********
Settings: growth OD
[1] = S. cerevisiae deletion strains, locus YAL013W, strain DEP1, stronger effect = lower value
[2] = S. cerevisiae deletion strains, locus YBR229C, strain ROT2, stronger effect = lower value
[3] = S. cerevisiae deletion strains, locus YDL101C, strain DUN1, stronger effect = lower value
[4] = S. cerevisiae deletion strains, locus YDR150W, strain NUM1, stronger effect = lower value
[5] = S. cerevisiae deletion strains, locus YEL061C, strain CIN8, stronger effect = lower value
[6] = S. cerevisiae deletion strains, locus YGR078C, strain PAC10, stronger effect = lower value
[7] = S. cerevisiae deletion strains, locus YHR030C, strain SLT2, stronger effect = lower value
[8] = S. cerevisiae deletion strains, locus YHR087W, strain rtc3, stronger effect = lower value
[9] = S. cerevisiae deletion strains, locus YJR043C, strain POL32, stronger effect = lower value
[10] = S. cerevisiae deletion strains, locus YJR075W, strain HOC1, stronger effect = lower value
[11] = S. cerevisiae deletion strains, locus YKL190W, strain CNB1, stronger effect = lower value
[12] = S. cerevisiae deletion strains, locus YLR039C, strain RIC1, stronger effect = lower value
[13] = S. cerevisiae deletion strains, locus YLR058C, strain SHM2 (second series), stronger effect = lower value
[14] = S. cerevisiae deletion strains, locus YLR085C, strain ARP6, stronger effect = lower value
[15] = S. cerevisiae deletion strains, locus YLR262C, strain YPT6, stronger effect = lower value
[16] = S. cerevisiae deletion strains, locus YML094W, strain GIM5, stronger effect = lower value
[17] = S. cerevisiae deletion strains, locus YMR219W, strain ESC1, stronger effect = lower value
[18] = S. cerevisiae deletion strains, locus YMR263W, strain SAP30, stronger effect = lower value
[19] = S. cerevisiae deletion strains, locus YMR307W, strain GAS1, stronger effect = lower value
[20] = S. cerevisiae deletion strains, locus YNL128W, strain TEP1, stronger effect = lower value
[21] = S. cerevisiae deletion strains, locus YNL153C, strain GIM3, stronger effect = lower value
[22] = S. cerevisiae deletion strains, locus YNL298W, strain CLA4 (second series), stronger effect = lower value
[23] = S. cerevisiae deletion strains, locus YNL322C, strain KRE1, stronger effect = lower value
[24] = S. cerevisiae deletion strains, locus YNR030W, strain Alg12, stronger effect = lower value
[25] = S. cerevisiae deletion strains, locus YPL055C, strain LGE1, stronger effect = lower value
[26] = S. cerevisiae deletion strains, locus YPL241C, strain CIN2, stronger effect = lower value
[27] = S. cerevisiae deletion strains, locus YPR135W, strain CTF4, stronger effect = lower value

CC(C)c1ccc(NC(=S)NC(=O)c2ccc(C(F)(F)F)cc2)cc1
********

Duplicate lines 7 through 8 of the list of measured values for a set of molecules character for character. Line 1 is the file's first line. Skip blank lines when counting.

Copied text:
[6] = S. cerevisiae deletion strains, locus YGR078C, strain PAC10, stronger effect = lower value
[7] = S. cerevisiae deletion strains, locus YHR030C, strain SLT2, stronger effect = lower value